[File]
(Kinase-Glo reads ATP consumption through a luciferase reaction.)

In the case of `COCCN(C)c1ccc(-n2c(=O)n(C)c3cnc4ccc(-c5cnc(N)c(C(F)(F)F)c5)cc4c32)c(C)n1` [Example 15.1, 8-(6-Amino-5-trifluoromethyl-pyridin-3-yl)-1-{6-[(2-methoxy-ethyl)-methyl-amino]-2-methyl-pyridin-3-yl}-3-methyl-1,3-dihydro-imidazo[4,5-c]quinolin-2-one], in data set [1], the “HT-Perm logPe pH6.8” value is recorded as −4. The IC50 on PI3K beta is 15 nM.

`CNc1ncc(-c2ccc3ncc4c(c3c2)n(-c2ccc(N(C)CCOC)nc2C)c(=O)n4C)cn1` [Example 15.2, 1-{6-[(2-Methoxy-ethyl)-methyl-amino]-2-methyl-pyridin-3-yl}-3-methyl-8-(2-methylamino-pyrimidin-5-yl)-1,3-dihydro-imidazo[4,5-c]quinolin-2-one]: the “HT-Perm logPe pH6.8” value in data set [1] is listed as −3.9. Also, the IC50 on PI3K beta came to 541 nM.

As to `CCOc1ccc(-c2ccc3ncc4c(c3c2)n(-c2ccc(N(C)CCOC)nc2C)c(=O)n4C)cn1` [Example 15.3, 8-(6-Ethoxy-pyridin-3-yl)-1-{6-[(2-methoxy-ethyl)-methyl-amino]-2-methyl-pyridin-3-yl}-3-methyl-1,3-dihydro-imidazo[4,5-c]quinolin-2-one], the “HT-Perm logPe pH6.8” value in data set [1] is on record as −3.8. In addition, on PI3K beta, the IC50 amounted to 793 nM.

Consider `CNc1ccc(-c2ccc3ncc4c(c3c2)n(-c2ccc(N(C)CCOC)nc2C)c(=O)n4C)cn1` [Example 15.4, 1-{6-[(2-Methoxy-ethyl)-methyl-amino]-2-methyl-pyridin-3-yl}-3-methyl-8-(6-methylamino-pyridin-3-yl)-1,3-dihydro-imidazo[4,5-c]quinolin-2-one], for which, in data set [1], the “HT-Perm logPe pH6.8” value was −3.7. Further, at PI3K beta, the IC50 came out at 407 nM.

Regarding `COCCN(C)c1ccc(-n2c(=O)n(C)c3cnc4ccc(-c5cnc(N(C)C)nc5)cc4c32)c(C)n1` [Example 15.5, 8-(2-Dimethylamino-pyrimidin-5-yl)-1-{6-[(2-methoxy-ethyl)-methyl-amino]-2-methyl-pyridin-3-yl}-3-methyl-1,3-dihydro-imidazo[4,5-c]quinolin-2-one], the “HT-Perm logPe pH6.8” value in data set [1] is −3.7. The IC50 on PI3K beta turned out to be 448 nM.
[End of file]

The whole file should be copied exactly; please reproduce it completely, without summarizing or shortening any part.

(Kinase-Glo reads ATP consumption through a luciferase reaction.)

In the case of `COCCN(C)c1ccc(-n2c(=O)n(C)c3cnc4ccc(-c5cnc(N)c(C(F)(F)F)c5)cc4c32)c(C)n1` [Example 15.1, 8-(6-Amino-5-trifluoromethyl-pyridin-3-yl)-1-{6-[(2-methoxy-ethyl)-methyl-amino]-2-methyl-pyridin-3-yl}-3-methyl-1,3-dihydro-imidazo[4,5-c]quinolin-2-one], in data set [1], the “HT-Perm logPe pH6.8” value is recorded as −4. The IC50 on PI3K beta is 15 nM.

`CNc1ncc(-c2ccc3ncc4c(c3c2)n(-c2ccc(N(C)CCOC)nc2C)c(=O)n4C)cn1` [Example 15.2, 1-{6-[(2-Methoxy-ethyl)-methyl-amino]-2-methyl-pyridin-3-yl}-3-methyl-8-(2-methylamino-pyrimidin-5-yl)-1,3-dihydro-imidazo[4,5-c]quinolin-2-one]: the “HT-Perm logPe pH6.8” value in data set [1] is listed as −3.9. Also, the IC50 on PI3K beta came to 541 nM.

As to `CCOc1ccc(-c2ccc3ncc4c(c3c2)n(-c2ccc(N(C)CCOC)nc2C)c(=O)n4C)cn1` [Example 15.3, 8-(6-Ethoxy-pyridin-3-yl)-1-{6-[(2-methoxy-ethyl)-methyl-amino]-2-methyl-pyridin-3-yl}-3-methyl-1,3-dihydro-imidazo[4,5-c]quinolin-2-one], the “HT-Perm logPe pH6.8” value in data set [1] is on record as −3.8. In addition, on PI3K beta, the IC50 amounted to 793 nM.

Consider `CNc1ccc(-c2ccc3ncc4c(c3c2)n(-c2ccc(N(C)CCOC)nc2C)c(=O)n4C)cn1` [Example 15.4, 1-{6-[(2-Methoxy-ethyl)-methyl-amino]-2-methyl-pyridin-3-yl}-3-methyl-8-(6-methylamino-pyridin-3-yl)-1,3-dihydro-imidazo[4,5-c]quinolin-2-one], for which, in data set [1], the “HT-Perm logPe pH6.8” value was −3.7. Further, at PI3K beta, the IC50 came out at 407 nM.

Regarding `COCCN(C)c1ccc(-n2c(=O)n(C)c3cnc4ccc(-c5cnc(N(C)C)nc5)cc4c32)c(C)n1` [Example 15.5, 8-(2-Dimethylamino-pyrimidin-5-yl)-1-{6-[(2-methoxy-ethyl)-methyl-amino]-2-methyl-pyridin-3-yl}-3-methyl-1,3-dihydro-imidazo[4,5-c]quinolin-2-one], the “HT-Perm logPe pH6.8” value in data set [1] is −3.7. The IC50 on PI3K beta turned out to be 448 nM.